I’ve been battling the creaking saddle demons for several years and after lots of experimentation and research I found the cause and the solution.
I’m riding saddles made in the 1980s-90s so right there I’m already in trouble. All bike parts wear out, including saddles and I’ll explain why.
Saddle rails are springs, constantly moving up and down in their support structures within the saddle. Over time, which varies with the saddle model and manufacturing variables, the saddle will start to creak. Most cyclists don’t ride their saddles into the ground like me, so few riders experience saddle creak woes.
Of course, before trying to fix your saddle creak, you need to be sure it’s the saddle that’s at fault. Be sure the seatpost is well greased because it can cause creaks in the saddle area. Some people say to oil or grease the rails at the clamps, but those locations are not meant to move, so lubrication is not recommended, beyond a very light dab of oil to prevent rust.
When I first experienced saddle creak, I did what most experts recommend and added oil, all kinds of oil, but nothing worked. In fact, it sometimes made things worse. The bottom line is, if it’s not supposed to move, don’t add oil. Those seat rails are not meant to move.
[Seatposts are not meant to move and they absolutely need grease. So I imagine giving the rails a thorough cleaning and oiling would keep them from squeaking. Lack of access makes this impossible. Everything I’ve tried in terms of lubrication hasn’t worked.]
My next line of attack was to drill a hole and drizzle in Super Glue. That worked, for a while.
Then I tried a screw that rested up against the bend in the rail at the nose of the saddle. That worked, for a while.
I’ve never had an issue with the rails in the rear of the saddle, only the nose. I think that’s where the most stress occurs. Over time and constant movement, the rail loosens up inside the nylon mold. You can’t notice the movement, but it’s there. I disassembled a saddle to check the rail. It’s a single piece of wrapped steel alloy. I thought it might be welded there and the weld failed.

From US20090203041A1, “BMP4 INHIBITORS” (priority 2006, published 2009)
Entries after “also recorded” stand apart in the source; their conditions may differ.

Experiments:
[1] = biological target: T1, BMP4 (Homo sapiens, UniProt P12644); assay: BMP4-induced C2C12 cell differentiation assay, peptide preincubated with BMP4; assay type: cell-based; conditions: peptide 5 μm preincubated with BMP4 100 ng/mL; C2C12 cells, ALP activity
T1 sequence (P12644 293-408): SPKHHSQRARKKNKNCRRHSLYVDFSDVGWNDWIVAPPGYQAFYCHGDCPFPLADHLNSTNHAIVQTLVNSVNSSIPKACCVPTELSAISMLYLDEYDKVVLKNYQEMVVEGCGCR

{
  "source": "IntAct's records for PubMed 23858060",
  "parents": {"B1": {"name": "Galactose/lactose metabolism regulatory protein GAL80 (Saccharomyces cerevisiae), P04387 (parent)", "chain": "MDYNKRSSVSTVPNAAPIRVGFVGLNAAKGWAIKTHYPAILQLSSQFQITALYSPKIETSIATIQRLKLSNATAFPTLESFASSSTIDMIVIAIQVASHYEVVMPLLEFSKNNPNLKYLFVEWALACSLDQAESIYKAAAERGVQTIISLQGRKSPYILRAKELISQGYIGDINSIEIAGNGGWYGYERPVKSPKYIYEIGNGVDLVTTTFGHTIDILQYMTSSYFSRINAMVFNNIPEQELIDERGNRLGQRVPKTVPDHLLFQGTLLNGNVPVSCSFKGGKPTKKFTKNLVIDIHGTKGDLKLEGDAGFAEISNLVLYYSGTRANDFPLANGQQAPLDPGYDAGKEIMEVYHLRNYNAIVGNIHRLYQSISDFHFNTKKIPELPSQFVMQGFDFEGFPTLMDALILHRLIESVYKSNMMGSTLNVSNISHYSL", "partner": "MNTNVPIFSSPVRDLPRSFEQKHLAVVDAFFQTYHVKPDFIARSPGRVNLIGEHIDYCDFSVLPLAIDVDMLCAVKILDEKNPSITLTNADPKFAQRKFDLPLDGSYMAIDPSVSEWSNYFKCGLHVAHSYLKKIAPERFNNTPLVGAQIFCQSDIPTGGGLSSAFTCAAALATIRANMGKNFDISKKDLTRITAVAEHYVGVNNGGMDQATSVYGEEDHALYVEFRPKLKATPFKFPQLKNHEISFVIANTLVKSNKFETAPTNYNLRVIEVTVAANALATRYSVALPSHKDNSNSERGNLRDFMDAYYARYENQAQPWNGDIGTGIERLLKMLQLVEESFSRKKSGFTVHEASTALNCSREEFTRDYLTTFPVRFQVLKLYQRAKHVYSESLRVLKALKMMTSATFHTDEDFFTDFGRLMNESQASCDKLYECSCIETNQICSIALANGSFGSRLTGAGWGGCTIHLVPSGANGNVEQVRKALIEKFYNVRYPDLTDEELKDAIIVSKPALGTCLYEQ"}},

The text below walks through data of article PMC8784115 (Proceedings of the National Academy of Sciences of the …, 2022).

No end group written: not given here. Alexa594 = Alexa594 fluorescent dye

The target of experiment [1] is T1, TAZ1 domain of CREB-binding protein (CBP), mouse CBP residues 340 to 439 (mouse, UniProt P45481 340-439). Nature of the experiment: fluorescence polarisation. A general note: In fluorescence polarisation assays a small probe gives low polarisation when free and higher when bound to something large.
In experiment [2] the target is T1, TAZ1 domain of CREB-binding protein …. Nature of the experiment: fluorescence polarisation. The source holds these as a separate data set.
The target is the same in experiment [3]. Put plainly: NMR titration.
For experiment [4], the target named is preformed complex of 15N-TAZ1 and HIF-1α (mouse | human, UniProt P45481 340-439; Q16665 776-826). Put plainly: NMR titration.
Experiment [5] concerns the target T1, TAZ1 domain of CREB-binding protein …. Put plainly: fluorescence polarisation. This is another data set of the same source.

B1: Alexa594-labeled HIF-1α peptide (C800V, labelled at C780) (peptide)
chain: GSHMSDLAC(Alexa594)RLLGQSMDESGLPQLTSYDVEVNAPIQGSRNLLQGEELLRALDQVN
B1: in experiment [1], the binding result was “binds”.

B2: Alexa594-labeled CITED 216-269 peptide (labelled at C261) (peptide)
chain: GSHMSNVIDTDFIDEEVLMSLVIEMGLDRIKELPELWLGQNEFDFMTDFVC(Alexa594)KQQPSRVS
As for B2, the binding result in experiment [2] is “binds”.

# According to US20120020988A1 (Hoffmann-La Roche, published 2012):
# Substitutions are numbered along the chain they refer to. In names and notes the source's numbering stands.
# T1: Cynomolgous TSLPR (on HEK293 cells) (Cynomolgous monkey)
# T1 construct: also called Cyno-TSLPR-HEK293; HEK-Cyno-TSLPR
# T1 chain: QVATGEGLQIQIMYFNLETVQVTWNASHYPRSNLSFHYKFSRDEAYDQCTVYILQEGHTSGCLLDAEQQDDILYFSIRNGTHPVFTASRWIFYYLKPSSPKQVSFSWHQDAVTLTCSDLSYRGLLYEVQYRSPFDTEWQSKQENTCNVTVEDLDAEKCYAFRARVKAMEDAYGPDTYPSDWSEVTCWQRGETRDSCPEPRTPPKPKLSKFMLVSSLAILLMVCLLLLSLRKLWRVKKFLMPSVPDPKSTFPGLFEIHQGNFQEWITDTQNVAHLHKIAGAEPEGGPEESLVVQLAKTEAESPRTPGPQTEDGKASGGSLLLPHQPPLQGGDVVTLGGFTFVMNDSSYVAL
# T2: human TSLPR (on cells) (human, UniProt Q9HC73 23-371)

Finally, I decided to try epoxy. I carefully cleaned the saddle nose by dipping it in concentrated Simple Green, rinsed, and then sanded the nylon around the rails for the best possible adhesion.
I used JB Weld quick-setting epoxy. It couldn’t be easier to apply. Just squeeze out the two mixtures, stir together with the enclosed wooden stick and drizzle it into the saddle between the rails. Every saddle is different, but this one for a Bianchi (Viscount saddle) had a wide opening ideal for adding epoxy. Your results may vary with different saddles based on how they are built. Some saddles have small or no openings to speak of, so adding epoxy may not work well. You might have to drill a hole.
Now my saddle is completely quiet. I don’t know how long it will last, but if it’s not at least a year, it’s time for one of those new saddles that looks like it was made by space aliens.